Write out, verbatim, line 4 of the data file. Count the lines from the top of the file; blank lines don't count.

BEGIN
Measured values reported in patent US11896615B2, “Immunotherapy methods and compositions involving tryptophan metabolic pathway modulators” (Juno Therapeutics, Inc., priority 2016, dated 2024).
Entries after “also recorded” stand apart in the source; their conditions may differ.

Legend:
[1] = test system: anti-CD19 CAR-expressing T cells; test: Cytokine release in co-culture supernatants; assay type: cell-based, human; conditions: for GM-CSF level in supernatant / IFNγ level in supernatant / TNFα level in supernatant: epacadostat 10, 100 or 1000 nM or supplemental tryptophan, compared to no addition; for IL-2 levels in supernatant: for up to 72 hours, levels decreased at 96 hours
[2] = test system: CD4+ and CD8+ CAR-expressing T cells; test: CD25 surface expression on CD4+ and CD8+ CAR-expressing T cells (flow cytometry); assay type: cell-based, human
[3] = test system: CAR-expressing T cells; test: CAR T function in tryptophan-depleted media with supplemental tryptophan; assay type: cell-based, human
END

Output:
[1] = test system: anti-CD19 CAR-expressing T cells; test: Cytokine release in co-culture supernatants; assay type: cell-based, human; conditions: for GM-CSF level in supernatant / IFNγ level in supernatant / TNFα level in supernatant: epacadostat 10, 100 or 1000 nM or supplemental tryptophan, compared to no addition; for IL-2 levels in supernatant: for up to 72 hours, levels decreased at 96 hours